Rachel Homan and her rink defended their title at the Maurice Richard Arena in front of
dozens, scores, hundreds, a couple of thousand
or so people. Homan became the first team since Linda Moore’s rink back in
This was more like the team we saw a year ago at the Scotties, not the one that showed up at the Olympic Trials earlier this season. The rink was dominant, using its tremendous big-weight hitting ability to run the table.
Now understandably, with the focus of the sporting and curling world on Sochi, there wasn’t much in the way of media covering the women’s final. The fact it was in the curling hotbed of Montreal didn’t help either.
However a few of the stalwarts were in attendance. Paul Friesen of the Winnipeg Sun noted that the Ottawa foursome was clearly the best team not at the Olympics and won its title in front of uber-curling fan and my old high school pal Stephen Harper:
“It’s unbelievable,” an elated Homan, just 24, said as the traditional bagpipes wailed around her, moments after the win. “We ran the table. It’s an unbelievable feeling. My teammates... I can’tbe more proud of them. To be repeat champions, it’s something that we’recrazy-proud of. It’s hard to believe right now.”
With Prime Minister Stephen Harper inattendance at his first Scotties — cheering for his home province? The teamfrom Ottawa? — Homan didn’t leave any room for argument about the identity ofCanada’s best team not in Sochi.
And what about holding this event in Montreal? A city and province that have never really been big on curling?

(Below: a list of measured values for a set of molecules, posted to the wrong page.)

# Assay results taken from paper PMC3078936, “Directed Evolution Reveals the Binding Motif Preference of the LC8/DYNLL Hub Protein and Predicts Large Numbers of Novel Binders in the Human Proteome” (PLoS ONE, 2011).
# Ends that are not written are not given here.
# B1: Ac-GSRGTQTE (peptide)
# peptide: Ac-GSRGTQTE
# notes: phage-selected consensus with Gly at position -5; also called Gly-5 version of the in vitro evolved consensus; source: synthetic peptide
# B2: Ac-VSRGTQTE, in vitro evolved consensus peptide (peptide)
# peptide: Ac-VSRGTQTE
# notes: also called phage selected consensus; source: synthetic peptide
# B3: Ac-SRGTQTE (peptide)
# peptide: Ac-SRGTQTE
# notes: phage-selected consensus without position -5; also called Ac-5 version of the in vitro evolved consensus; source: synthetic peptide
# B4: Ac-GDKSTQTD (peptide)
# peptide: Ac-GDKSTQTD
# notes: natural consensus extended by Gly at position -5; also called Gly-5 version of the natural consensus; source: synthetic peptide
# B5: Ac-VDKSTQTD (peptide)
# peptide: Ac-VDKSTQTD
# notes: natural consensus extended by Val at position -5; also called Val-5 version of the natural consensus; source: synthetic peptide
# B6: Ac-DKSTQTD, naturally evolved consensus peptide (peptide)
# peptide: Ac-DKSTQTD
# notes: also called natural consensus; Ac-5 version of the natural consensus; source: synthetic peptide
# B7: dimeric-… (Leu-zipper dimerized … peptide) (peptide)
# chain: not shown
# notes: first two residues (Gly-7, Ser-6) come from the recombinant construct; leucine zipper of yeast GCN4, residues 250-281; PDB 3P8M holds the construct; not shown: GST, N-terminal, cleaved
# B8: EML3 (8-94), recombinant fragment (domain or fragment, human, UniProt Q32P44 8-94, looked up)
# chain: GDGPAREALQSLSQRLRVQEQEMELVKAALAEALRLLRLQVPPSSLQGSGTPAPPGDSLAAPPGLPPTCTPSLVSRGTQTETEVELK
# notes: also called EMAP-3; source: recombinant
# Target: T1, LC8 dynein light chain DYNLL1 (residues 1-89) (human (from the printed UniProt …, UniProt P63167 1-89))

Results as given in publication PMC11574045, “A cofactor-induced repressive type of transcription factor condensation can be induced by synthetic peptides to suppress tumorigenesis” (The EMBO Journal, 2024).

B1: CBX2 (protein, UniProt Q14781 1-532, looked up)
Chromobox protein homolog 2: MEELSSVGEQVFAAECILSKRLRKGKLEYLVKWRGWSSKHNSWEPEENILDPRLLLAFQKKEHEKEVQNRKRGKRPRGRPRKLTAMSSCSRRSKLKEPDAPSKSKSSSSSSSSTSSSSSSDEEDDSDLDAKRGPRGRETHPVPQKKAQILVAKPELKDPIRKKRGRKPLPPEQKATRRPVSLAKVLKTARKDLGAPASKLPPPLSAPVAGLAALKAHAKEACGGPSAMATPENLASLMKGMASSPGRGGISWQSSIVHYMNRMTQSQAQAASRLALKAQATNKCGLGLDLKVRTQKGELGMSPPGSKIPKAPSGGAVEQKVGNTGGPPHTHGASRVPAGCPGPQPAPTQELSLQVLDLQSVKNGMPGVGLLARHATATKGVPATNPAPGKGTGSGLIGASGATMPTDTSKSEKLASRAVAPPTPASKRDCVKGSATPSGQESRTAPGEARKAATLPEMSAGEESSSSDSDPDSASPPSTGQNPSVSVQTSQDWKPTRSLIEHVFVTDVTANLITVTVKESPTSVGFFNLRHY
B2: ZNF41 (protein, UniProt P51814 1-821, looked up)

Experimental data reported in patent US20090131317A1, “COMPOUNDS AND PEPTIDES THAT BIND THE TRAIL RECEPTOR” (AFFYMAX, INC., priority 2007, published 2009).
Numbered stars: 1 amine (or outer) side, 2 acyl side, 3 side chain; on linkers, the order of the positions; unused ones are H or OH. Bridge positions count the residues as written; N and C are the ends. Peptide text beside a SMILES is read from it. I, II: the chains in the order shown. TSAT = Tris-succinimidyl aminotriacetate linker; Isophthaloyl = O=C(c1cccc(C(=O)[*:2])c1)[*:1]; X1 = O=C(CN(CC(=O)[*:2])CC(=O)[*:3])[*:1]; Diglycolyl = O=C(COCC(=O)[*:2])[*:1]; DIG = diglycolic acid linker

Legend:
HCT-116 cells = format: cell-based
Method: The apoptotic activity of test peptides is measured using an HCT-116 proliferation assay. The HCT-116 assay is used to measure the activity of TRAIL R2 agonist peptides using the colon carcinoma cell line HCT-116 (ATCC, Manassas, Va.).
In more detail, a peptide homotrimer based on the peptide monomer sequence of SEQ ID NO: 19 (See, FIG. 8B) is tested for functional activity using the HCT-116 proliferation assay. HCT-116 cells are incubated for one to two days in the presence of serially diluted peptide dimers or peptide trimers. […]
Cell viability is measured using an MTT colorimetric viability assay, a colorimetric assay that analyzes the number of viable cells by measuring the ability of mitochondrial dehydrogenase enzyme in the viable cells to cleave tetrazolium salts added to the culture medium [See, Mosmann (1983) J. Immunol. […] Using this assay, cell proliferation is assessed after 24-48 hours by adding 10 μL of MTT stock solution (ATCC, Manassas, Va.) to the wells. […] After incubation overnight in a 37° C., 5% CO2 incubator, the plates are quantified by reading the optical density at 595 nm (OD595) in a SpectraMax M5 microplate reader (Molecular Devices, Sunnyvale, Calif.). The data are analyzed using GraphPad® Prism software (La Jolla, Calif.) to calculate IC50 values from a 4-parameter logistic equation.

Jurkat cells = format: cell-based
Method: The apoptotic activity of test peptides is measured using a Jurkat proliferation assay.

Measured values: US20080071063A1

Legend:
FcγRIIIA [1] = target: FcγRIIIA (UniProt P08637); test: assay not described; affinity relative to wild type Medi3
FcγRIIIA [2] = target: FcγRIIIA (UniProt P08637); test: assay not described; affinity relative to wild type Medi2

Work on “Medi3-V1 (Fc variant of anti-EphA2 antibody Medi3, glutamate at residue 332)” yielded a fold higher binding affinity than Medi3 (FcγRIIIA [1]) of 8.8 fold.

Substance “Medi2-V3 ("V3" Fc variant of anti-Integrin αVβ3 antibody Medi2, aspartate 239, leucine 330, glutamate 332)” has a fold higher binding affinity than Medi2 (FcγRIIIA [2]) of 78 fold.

While the final day drew a few spectators, there weren’t many in the stands during the week, but clearly the CCA and Kruger knew going in that this wasn’t going to be a money-maker; it was more about taking it to Quebec because . . . well, no one is quite sure, but there were lots of smiles from the folks hosting.
The Winnipeg Free Press’s Melissa Martin put in a good story on the atmosphere and the event itself.
And for the most part, the 2014 show ran smoothly, staffed by an energetic troop of over 400 volunteers. These were mostly avid curlers who've been throwing away at the sport for years, keeping it alive in a province where it has a far weaker foothold than the granite-happy Prairies: "Ummm," was the most common response when we asked volunteers about the curling scene on this part of the St. Lawrence River.
In terms of actual numbers, Martin said there were not expectations going in.
Indeed, attendance for the whole week didn't exactly smash projections, though there were robust crowds for the opening weekend, some of the week's draws and the semifinal game. After that last one -- which drew 2,639 fans -- the event sat at 33,941 through the week. Organizers decided not to set specific expectations. The last time Montreal hosted a ladies' curling championship was 1979, before it was the Scotties, and it was too different back then to guess.
And then, finally, there were limitations to – horror or horrors – the Heart Stop Lounge!
The Maurice Richard Arena has no room for a party, so the HeartStop Lounge -- you know, "the patch" -- had to be moved to a gymnasium up the street. That facility didn't have a restaurant, so they were limited to selling things that could go in a toaster, or be served cold. And -- according to some Scotties vets -- the turnout didn't compare to the rollicking patches that spring up at some events.
And, of course, before we go, another look at the most ridiculous curling game of any championship -- that bronze medal contest. Manitoba’s Chelsey Carey took home the bronze and she once again echoed the feelings of just about every curler in the game when she talked about having to play this contest after the system already determines the third-place finisher.
"The disappointment doesn't go away, but you want to at least salvage what you can out of it," said Carey. "I don't agree with this even being a game. I never have.
"The Page (playoff)system builds in a bronze medallist. But, as much as I disagree with the game, it's nice to win a game to get there."